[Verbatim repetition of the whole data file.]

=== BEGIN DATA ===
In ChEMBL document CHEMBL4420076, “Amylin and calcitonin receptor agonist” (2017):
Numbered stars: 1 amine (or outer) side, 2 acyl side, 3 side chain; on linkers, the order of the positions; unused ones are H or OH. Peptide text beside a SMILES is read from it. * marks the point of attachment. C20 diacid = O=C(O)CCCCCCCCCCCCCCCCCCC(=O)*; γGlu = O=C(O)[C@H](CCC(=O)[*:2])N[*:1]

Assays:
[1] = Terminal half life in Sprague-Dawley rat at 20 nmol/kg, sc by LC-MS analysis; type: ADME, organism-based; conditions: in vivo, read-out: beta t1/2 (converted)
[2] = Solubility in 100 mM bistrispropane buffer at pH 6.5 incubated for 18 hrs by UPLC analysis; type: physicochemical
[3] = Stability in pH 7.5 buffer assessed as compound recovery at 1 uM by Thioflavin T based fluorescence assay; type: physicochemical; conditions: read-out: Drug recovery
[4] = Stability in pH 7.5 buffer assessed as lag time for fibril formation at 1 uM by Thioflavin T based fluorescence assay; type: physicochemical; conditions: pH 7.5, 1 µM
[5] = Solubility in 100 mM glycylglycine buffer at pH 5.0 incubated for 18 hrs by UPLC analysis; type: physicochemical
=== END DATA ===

In ChEMBL document CHEMBL4420076, “Amylin and calcitonin receptor agonist” (2017):
Numbered stars: 1 amine (or outer) side, 2 acyl side, 3 side chain; on linkers, the order of the positions; unused ones are H or OH. Peptide text beside a SMILES is read from it. * marks the point of attachment. C20 diacid = O=C(O)CCCCCCCCCCCCCCCCCCC(=O)*; γGlu = O=C(O)[C@H](CCC(=O)[*:2])N[*:1]

Assays:
[1] = Terminal half life in Sprague-Dawley rat at 20 nmol/kg, sc by LC-MS analysis; type: ADME, organism-based; conditions: in vivo, read-out: beta t1/2 (converted)
[2] = Solubility in 100 mM bistrispropane buffer at pH 6.5 incubated for 18 hrs by UPLC analysis; type: physicochemical
[3] = Stability in pH 7.5 buffer assessed as compound recovery at 1 uM by Thioflavin T based fluorescence assay; type: physicochemical; conditions: read-out: Drug recovery
[4] = Stability in pH 7.5 buffer assessed as lag time for fibril formation at 1 uM by Thioflavin T based fluorescence assay; type: physicochemical; conditions: pH 7.5, 1 µM
[5] = Solubility in 100 mM glycylglycine buffer at pH 5.0 incubated for 18 hrs by UPLC analysis; type: physicochemical